Exploring Smart Battery Pack Data

Enthusiasts with a variety of interests, ranging from flashlights to electric vehicles, repurpose rechargeable lithium ion cells from laptop battery packs to power their projects. In order to assess the age and health of the cells, people use a succession of tests, ranging from quick tests of initial cell voltage, voltage ~12-24 hours after charging, and discharge tests on analyzing chargers. I looked at the initial cell voltage measurement in the context of information about pack age and history that hasn’t been available to most hobbyists.

To obtain this information, I used PackProbe. The PackProbe project allows quick access to the information contained in each pack’s “smart battery system,” using inexpensive, widely available hardware. PackProbe is part of a larger effort to improve the tools and information available to people re-using lithium ion cells.

 Materials and Methods

PackProbe was used to extract data from a lot of 34 used Lenovo ThinkPad 9-cell 84Wh battery packs (IBM-42T4619) obtained from a seller on the Budget Light Forums. I don’t know more about the provenance of these packs, other than that they apparently came from a single source in a few different shipments starting sometime this summer and totaling hundreds of packs.

Observations and Commentary

General

  • Most of the packs were manufactured on the 22nd and 23rd of October, 2009. Two on the 27th October, and three on the 8th of September.
  • The packs all report :
    • Manufactuer: SANYO06
    • Chemistry: LION
    • Design Capacity: 84.24 Wh
    • Design Voltage: 10.800 V
    • Charging Voltage: 12.600
    • Charging Current: 5000 mA

Cycle Count

The median charge/discharge cycle count is ~88, distributed as shown:

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Initial Cell Voltage

We used the self-reported pack voltage from each pack to estimate initial voltage of each cell. Some of the packs had their PCBs damaged in shipment, which made it difficult to get data out of them, but by applying ~6v to the pack, I was able to read out data. The reported voltages for the damaged packs were quite low, and from my investigation, it appears that they only report the series voltage for two of the banks of cells. If I take this into consideration, and look at the average cell voltage for all the packs, I see the following distribution:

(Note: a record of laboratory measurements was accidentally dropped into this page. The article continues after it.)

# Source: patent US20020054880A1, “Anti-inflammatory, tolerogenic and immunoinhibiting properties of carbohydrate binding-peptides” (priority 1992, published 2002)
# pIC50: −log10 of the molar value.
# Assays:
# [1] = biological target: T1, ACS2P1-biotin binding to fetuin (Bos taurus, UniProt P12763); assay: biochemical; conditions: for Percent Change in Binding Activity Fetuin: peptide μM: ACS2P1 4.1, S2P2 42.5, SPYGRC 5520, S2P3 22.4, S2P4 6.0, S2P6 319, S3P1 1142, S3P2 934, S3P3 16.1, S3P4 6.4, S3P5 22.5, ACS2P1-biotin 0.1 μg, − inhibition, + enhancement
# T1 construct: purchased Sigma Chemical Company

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I suspect that all these packs were last charged at about the same time, likely just before their previous users gave up the machines in a round of upgrades (or layoffs). The variation in the voltages could be due to a number of factors, including variations in cell quality, pack wear, charger accuracy, storage conditions, and date of last charge.

Cell Voltage as a Proxy for Cell Wear

Exploring the idea the variations may be the result of pack wear, I’ve tried plotting cell voltage against the number of charge/discharge cycles for each pack:

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I don’t see an obvious relationship here. It seems like differences in self-discharge rate due to cell wear don’t explain the variations in voltages within the packs sampled, which all have cycle counts within the normal service life. It may be more useful for packs with large numbers of cycles (>300).

Smart Battery Capacity Measurement

SmartBattery packs maintain an estimate of pack capacity based on run-time data in order to account for aging of the pack. I wondered if initial cell voltage had a relationship to relationship to the pack management circuitry’s estimate of the packs remaining full-charge capacity:

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Again, I see no obvious relationship, perhaps not surprising, giving the broad distribution in the reported Full Charge Capacity (in Wh*10):

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Further, the reported full charge capacity doesn’t seem to have a strong relationship to cycle count:

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It is hard to know what to make of this, other than that there isn’t a clear relationship, which isn’t surprising, given that these packs haven’t been used for some time, and likely require a full charge/discharge/charge cycle before the full charge capacity estimates are accurate.

Discharge Test

I’ve only torn down one of these packs so far and tested the cells. Based on the tests, the full pack would have a capacity of 65 Wh, or 77% of the original capacity (at a relatively high 1C discharge rate). That’s not bad for less than $2.50, but its a pretty severe drop-off over the 103 cycles reported by the pack. It could be worse though, the reported full charge capacity was much lower, just 50Wh, or 60% of the original capacity.

Conclusions

This feels a little too much like writing up a lab report for a not-too-successful organic chemistry lab experiment back in college, lots of  trying to explain inconclusive observations. Even so, I think this work has important implications.

Foremost, the results are a strong indication that initial cell voltage from used packs is not a good indicator of cell wear for used packs, at least with packs of the age and cycle count distribution of our sample.

Second, it should be clear that PackProbe provides useful information for assessing the value of a pack without necessitating tearing the pack apart.

Future Work

I intend to do more work to improve PackProbe and use it to better characterize used and aged lithium ion batteries. I hope others will join in the effort. Opportunities for community contribution include:

Join the Power Cartel forum to contribute and stay abreast of PackProbe development.

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